It’s our last day of running two hospitals. Activity at Solidarité has now surpassed activity at Jude Anne. We rounded on eleven inpatients at Solidarité this morning. There were three babies in Pediatrics. Jude Anne held only two patients, of which one was to be discharged after normal delivery, and the other, I decided to transfer to Solidarité. (She was the one operated for ruptured ectopic pregnancy the other day.) The registers said, 11 consultations yesterday at Jude Anne, and 25 at Solidarité.
It’s a bit of a miracle to me that our planned “cross-taper” of activity has worked.
And, the biggest improvement, now that rounds are at Solidarité: it’s quiet. Our discussion doesn’t have to compete with trucks in the intersection, or the generator of the bank next door.
They unpacked and installed the second OR today. Niveau 2, normally our post-op and post-partum (of complicated pregnancies) service, started settling in this afternoon. The idea is to separate our mixed inpatient service back into its component parts, i.e. antenatal, post-op, post-partum. Triage and accouchement will similarly be again distinct services. The lab moved the rest of the stock from the blood bank over to Solidarité, too.
Logistics moved the main generator today. It requires a crane. Electrical wires are in the way. Traffic continues on a busy road beneath. I wasn’t there for that – and I’m sort of glad – but I apparently did manage to call the logistician at a particularly awkward moment. I needed waterproof mattress covers for the foam mattress pieces, so that post-partum could accept patients. He was looking at the generator suspended mid-air, while a demonstration swarmed past, and the midwives were attending to a patient who had delivered in the back of a tap-tap (modified pick-up truck turned commuter bus). Jude Anne has always been an exciting place, even to the last moment.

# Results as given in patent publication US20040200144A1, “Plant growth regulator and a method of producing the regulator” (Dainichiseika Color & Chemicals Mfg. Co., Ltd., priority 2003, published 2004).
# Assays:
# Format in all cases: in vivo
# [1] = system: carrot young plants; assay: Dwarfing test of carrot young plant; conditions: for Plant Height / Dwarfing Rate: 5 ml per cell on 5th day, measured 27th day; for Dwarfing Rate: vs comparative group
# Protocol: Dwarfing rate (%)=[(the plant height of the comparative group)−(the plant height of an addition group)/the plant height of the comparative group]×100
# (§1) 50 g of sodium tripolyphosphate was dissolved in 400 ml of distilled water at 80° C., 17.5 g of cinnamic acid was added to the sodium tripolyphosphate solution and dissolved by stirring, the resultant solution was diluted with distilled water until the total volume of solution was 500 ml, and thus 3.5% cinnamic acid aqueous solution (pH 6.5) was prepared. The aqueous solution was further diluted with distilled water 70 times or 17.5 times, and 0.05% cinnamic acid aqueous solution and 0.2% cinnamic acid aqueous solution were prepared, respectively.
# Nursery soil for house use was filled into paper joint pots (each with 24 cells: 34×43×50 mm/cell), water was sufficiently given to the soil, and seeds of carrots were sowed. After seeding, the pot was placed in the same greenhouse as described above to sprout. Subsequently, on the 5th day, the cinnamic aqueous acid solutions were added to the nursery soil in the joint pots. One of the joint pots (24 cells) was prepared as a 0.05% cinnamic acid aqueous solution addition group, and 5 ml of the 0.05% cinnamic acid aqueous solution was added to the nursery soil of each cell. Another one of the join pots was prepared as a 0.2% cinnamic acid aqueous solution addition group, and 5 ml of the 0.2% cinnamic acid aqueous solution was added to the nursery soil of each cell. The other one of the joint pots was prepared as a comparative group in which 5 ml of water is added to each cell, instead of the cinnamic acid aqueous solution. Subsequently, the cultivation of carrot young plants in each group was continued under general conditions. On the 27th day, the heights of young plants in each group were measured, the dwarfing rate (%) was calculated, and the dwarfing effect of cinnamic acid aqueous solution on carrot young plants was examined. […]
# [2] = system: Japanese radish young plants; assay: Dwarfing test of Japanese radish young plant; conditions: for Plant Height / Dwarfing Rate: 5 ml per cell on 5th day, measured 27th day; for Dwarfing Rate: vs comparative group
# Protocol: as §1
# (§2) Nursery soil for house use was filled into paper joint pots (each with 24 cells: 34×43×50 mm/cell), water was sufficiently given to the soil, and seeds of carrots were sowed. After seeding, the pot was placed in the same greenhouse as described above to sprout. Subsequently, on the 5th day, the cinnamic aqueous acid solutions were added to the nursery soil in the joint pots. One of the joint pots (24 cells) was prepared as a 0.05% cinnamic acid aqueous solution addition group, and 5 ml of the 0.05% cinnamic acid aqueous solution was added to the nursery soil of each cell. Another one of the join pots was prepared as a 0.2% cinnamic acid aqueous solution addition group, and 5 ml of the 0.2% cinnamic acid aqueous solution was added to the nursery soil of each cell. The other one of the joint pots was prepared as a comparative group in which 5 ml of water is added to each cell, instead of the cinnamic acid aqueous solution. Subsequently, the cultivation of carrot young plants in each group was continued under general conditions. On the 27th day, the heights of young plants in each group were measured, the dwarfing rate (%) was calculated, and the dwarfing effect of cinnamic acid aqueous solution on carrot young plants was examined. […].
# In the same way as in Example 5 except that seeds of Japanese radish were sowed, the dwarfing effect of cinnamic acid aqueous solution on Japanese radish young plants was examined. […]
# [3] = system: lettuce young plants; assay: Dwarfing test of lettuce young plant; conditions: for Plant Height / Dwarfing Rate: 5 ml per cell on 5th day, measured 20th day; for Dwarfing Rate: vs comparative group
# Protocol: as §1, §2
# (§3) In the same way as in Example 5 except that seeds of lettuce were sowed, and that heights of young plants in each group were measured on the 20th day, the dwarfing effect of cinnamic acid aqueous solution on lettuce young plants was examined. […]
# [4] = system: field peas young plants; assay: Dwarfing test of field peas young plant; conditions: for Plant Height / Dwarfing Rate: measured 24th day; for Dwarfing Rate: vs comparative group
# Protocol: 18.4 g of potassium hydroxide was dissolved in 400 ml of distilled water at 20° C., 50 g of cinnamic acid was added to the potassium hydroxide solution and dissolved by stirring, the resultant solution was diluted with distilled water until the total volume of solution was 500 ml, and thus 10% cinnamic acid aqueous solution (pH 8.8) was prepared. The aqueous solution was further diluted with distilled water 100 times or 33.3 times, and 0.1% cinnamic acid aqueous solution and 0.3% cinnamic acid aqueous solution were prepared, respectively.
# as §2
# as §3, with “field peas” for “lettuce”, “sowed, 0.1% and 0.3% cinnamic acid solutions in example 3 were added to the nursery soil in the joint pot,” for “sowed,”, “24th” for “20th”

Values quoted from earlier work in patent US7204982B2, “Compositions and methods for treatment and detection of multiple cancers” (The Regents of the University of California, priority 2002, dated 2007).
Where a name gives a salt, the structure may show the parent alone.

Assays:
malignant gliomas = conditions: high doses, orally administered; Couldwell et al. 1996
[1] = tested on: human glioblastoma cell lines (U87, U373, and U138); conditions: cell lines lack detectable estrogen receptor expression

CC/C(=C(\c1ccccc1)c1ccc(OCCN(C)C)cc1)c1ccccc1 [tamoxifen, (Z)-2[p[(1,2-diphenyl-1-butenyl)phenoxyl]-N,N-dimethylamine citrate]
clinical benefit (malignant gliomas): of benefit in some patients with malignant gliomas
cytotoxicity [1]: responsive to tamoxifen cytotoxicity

Now the sign has been painted over. A banner says in Creole that we’ve moved. There are staff there tonight (one triage bed, three inpatient beds, no operating theatre, a lab that can measure hemoglobin – had I known that they were taking the triage beds, I would have asked to leave at least two!). As of tomorrow morning, there will only be a guard.
The work is not done, of course. The remaining furniture and equipment will be moved tomorrow, perhaps into next week. We need to organize and open all the departments properly. Then we start work on what the Czech logistician calls “The List of 1000.” It is a list of all the things, small and large, that will still need to be done to make the hospital function better. The essential has been done (water, electricity, medications). Now we worry about having enough chairs, shelves in appropriate locations, curtains to control radiant heat, etc. The List of 1000 will keep us busy for months.